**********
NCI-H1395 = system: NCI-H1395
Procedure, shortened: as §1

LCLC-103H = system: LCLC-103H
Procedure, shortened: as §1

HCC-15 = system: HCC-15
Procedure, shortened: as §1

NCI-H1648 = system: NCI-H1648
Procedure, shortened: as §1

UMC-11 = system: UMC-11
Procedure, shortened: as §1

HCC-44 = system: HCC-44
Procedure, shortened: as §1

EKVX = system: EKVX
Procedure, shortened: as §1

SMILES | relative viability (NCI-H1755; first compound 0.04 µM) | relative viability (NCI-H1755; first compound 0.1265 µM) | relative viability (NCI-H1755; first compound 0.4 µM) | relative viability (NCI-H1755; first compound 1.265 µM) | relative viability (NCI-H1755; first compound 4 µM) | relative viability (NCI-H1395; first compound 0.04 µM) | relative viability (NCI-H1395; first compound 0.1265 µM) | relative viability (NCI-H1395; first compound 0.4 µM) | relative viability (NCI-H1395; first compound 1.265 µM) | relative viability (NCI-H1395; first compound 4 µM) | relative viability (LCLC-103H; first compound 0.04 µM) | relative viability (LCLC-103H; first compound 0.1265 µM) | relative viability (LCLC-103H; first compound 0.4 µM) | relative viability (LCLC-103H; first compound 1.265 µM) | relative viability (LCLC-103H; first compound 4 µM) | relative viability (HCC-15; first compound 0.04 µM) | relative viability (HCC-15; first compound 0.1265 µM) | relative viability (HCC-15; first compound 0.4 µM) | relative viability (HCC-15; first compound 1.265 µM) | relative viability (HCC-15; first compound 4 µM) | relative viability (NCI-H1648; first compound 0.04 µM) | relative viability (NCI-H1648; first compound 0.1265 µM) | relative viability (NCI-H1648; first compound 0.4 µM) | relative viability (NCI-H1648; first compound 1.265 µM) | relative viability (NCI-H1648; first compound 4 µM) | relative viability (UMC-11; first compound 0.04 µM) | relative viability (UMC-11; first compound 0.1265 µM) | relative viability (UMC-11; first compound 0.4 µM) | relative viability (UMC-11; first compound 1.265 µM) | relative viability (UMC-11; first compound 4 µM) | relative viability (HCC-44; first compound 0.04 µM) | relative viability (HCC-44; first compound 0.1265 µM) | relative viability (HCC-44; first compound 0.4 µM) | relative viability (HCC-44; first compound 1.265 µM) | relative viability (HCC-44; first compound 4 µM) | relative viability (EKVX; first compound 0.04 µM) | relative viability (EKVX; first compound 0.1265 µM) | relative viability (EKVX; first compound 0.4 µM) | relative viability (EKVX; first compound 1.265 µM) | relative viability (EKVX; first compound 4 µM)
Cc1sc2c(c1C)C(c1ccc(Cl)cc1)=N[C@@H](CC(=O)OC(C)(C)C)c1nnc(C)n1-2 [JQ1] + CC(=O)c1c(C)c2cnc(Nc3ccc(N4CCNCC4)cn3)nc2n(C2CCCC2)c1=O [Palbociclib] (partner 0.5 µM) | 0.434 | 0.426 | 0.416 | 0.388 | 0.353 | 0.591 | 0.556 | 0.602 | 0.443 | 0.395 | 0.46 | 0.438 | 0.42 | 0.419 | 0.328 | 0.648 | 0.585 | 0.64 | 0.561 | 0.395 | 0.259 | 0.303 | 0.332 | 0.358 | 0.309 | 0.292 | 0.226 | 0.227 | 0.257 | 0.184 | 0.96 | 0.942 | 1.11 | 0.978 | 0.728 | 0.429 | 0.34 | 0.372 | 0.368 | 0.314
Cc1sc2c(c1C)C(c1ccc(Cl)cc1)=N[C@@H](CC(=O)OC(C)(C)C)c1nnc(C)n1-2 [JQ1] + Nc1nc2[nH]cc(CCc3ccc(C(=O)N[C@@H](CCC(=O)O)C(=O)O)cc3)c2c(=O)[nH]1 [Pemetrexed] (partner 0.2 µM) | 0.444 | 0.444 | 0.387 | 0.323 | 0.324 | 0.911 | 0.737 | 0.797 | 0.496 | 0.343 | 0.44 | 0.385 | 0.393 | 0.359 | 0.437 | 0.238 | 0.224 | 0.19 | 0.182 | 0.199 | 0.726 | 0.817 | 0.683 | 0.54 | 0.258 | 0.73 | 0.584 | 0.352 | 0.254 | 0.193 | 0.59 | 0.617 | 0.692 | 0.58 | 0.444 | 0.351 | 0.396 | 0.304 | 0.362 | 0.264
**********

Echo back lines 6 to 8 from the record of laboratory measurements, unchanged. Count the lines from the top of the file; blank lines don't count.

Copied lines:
Procedure, shortened: as §1

NCI-H1648 = system: NCI-H1648
Procedure, shortened: as §1